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A government which loses the people’s consent is heading for catastrophe


DURING the nineteenth century successive Ottoman sultans, most notably Abdul Hamid II, in a desperate bid to modernise and challenge Western military dominance, enacted a series of reforms to Ottomanise, or force uniformity upon, the disparate peoples of their empire. A polity that had for centuries derived its legitimacy from its tolerance of difference and the decentralised structures of governance that enabled such tolerance to flourish now sowed the seeds of its own demise. 

The different ethnic, cultural and religious groups within the imperium – each already imbued with an incipient national consciousness – resisted such centralisation and enforced uniformity and, one by one, broke free from Ottoman rule. With the help of World War One, Great Britain and France – both of which mischievously fomented nationalist opposition within the imperium throughout the nineteenth century – the Ottoman empire finally expired with the formal abolition of the sultanate in 1922. 

Yes, the war precipitated its end, but, in reality, the Ottoman polity’s loss of legitimacy made that end inevitable. From Serbia and Montenegro to Bulgaria and Romania, gradually, former Ottoman territories, angered by Istanbul’s centralising programme and filled with nationalistic fervour, became either semi- or wholly independent. 

The collapse of the Ottoman empire was a catastrophe, not only for the Ottomans themselves, who saw the dissolution of a 700-year-old polity, but also for its peripheries, many descending into internecine strife which in some cases persists to this day.

What lessons can we learn from the Ottoman disaster and what relevance does it have for us in Britain? Unless it has the wherewithal and inclination to rule by fear, the survival of any state depends upon the consent of its people. If that consent is withdrawn, its continued existence becomes impossible. In the case of the Ottomans, consent was dependent upon the metropole’s restrained interference in the affairs of its peripheries and the different ethnic, religious and cultural communities which inhabited them. When this tolerance was reversed, so too was the consent of Istanbul’s subjects, leading to the empire’s inevitable break-up.

In the case of Britain, over the last fifty or sixty years, we too, like the Ottomans before us, have begun to question the very nature of our existence as a political entity. However our state’s legitimacy, unlike the Ottoman one, has historically been based upon uniformity. We have an established church, a common language, a strong commitment to equality before the law and, until recently, a common culture as well. But this uniformity is now being questioned and undermined as never before. Our elites are engaging in nothing less than an ambitious programme to redefine the relationship between the state and the citizen, to reformulate the social contract, just as the nineteenth century Ottoman elites reformulated theirs – with catastrophic consequences.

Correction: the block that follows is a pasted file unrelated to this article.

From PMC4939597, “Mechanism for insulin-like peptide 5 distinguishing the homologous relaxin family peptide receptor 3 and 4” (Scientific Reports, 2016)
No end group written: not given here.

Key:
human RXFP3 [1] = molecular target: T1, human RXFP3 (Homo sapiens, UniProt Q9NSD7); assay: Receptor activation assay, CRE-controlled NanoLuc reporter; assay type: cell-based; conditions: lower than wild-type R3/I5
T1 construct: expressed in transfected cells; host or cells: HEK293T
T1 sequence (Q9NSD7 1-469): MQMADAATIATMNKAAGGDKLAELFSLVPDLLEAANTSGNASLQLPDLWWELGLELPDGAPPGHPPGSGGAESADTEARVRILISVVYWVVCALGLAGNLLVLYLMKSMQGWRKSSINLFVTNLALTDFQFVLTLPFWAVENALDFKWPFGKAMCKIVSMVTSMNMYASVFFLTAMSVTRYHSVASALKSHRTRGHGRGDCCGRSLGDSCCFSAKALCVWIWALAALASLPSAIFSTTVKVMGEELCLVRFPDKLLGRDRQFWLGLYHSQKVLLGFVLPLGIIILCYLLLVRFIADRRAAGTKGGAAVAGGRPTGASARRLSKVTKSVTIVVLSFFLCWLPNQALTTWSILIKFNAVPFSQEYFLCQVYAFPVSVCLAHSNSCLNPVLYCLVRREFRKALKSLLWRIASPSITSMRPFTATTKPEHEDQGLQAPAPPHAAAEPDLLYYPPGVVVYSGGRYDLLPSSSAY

Through the damaging doctrine of multiculturalism, successive governments – supported by politicised, liberal-Leftist civil servants, teachers, police officers, university professors and the media – have promoted and encouraged difference at the expense of social cohesion and national solidarity. People live entirely separate lives, speak different languages within the confines of their respective communities, hold different, incompatible beliefs and even seek justice in different courts. 

In the cases of FGM and Pakistani grooming gangs, for example, the British state has abrogated its duty to prosecute the law as a consequence of perceived cultural sensitivities. Indeed, the state has accepted that its jurisdiction does not extend to include the communities that house those responsible for these outrageous offences. Equality before the law, that precious British constitutional gift, has thus been repudiated. The state now believes that different communities need to police and govern themselves. We’re no longer one people, bound by culture, the rule of law and shared experience, loyal to the British state as historically constituted. Instead, we’re a fragmented collection of different peoples and cultures, linked only by a shared and rather flimsy commitment to tolerate one another. The hope is that Britain, now a mosaic of loosely affiliated peoples, will derive legitimacy and loyalty from this new settlement. I have my doubts. 

Like the Ottomans before us, we’re in the process of radically changing the relationship between the individual and the state. In their case the state became more centralised and powerful, demanding greater uniformity across the empire, and in the process delegitimised itself in the eyes of its subjects. In ours, it is becoming less centralised and more tolerant of profound difference. Could it have equally catastrophic consequences? Time will tell.

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Joe Baron
Joe Baron
Joe Baron (pseudonym) is a history teacher from London.

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